Don’t you think Missy and AquaMarine that the Muslims killed ALSO deserve the same respect as the Americans at their gravesite?
How could it be anything but offensive to the loved ones of the Muslims? These people were their enemies!

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posted September 11, 2010 at 10:40 am

Two quick points. First, I am a Christian. Second, the attack on 9/11 was a coordinated effort conducted with people identifying themselves as Muslim, and acting in the name of Allah. This cannot be disputed.
All religions require pursuit to follow their tenets, or work toward fully adhering to the doctrine of the church. This is true of Christianity, Buddhism, Islam and the Jewish faith. The question then becomes “Where does pursuing the religion take it at its most radical point?”
Christianity’s ultimate goal is to show God’s love by living for Jesus and others. We are aware of eternal consequences for those who choose to follow Jesus’ path, and for those who don’t. The closer we get to God, the more we sacrifice ourselves to show others to Him. In Christianity, there are doctrines and “ministers” who grossly misrepresent the lifestyle of Jesus. In so doing, they drive many from our faith, and have altered the influence faithful followers of Jesus have on society. When Christians do not expose false teachings, they allow those teachings to become part of “the church.”
Most other religions promote self-exaltation (if I do this, I will be more like “God”). Islam at its most radical seeks world acceptance of the faith, with little or no regard to the methods used to achieve that purpose. In that regard, the terrorists actually fulfilled Allah’s wishes. In essence, then, the radicals have kidnapped the faith of the majority of the Islam believers. For this to change, the majority of Muslims need to take the religion back and redefine it according to their beliefs. To stay silent is to give credence to the terrorists actions.

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posted September 11, 2010 at 1:03 pm

Klaire — you CLEARLY know nothing about NYC, about Wall Street, about the history of NYC, about the history of the building of the Twin Towers…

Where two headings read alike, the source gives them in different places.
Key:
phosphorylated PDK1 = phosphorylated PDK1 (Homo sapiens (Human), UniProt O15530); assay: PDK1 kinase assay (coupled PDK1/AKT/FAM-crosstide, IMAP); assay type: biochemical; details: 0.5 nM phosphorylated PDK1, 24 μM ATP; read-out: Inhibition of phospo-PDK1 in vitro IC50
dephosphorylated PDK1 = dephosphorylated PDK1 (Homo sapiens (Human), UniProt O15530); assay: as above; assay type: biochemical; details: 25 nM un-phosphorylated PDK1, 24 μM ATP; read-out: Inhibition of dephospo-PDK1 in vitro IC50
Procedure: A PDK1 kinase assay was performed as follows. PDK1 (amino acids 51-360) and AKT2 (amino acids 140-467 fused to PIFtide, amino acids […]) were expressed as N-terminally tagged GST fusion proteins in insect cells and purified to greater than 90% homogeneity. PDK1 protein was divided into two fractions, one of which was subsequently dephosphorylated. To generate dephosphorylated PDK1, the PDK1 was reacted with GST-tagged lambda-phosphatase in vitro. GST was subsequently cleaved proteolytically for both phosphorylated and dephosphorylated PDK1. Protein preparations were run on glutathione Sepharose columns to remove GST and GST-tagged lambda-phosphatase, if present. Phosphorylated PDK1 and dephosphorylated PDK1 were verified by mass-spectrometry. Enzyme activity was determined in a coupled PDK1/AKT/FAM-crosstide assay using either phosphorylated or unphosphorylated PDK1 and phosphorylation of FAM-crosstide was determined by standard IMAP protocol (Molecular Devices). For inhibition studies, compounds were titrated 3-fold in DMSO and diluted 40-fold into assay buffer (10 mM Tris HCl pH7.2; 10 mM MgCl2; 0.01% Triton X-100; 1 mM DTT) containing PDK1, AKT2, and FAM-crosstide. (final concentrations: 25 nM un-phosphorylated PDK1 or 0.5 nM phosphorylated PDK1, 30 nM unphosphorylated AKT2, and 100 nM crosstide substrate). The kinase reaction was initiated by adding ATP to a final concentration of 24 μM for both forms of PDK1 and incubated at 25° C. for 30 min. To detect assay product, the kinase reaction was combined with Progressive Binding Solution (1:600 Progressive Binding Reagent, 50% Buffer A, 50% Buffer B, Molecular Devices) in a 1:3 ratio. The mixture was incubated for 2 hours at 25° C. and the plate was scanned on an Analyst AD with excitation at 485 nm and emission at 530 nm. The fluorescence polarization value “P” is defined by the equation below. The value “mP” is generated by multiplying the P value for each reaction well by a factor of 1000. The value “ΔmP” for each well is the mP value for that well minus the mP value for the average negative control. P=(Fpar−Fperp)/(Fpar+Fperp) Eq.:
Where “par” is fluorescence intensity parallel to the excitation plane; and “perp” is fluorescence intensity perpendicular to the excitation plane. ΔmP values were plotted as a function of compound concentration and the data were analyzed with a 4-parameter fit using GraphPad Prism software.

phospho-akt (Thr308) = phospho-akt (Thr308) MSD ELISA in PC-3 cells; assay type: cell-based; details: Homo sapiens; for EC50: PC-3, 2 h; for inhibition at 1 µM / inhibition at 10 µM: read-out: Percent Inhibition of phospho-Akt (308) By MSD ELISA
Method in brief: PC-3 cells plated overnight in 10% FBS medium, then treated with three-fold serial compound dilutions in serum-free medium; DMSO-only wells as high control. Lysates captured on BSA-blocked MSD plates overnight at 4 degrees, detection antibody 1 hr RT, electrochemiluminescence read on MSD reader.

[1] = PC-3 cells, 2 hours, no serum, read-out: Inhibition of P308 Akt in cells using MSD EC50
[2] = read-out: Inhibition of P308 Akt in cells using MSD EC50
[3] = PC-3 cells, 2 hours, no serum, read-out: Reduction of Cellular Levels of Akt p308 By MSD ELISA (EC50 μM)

Trinity Church/St. Paul’s Chapel has stood in that area of the city for 234 years. When the towers were built, St. Paul’s became the official chapel for the WTC community.
Also, New York City has never, ever been hostile towards any form of worship. Catholics, Protestants, Jews and Muslims have worshipped peacably throughout the five boroughs of NY from the earliest days of our history.
Until now. Until people who aren’t from NY, who have no personal attachment to 9/11, have decided to use other people’s tragedy to promote their hateful message. The majority of those people aren’t even from New York, don’t even know anyone in New York, and are probably the types who pantingly went down to the smoking hole that used to be the WTC in the days afterward to snap their photos and then move on to do some discount shopping at Century 21.
We lost family members and friends. My husband’s brother and several of his cousins worked for Cantor Fitzgerald. We attended 16 funerals/services after the attacks on 9/11. None of us are bothered in the least by this proposed mosque/center/whatever. Frankly, we all think the childish shrieking and screaming and hysterical, over-the-top reaction on the part of a bunch of yahoos who crawled out of the backcountry to make a stink about it make America look stupid and weak a thousand times more than permitting, according to the laws of this land, the mosque to be built there.
My entire family, including my children, all still work and live in NYC and not once, ever, since my great grandparents arrived from Ireland back in the mid 19th century, has anyone ever been prevented from practicing their faith. Even when my ancestors were met with a NINA sign every time they turned around, this country — the freedoms afforded them by THIS country — allowed them to scrimp and save their pennies and build some of the most beautiful Churches in the world.